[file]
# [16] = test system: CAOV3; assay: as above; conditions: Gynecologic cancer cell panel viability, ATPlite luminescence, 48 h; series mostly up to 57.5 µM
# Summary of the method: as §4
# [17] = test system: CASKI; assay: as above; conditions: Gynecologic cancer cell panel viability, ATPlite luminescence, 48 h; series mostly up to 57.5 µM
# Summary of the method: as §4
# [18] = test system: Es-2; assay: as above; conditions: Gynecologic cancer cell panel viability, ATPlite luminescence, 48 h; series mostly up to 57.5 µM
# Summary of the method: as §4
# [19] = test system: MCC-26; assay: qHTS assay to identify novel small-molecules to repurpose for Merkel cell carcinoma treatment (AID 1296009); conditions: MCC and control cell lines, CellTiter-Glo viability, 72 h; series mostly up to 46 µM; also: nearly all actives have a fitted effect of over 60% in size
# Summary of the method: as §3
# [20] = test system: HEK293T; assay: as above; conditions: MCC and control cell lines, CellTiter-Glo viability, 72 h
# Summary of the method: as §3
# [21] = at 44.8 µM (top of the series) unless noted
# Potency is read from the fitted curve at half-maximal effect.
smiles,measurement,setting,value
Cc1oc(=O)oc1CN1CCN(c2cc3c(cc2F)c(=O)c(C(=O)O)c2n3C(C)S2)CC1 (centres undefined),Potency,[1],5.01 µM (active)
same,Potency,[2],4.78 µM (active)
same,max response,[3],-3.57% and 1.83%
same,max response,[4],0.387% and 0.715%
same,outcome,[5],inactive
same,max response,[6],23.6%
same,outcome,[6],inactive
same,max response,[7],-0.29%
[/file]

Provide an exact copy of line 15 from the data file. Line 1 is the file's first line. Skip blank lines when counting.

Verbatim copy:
same,Potency,[2],4.78 µM (active)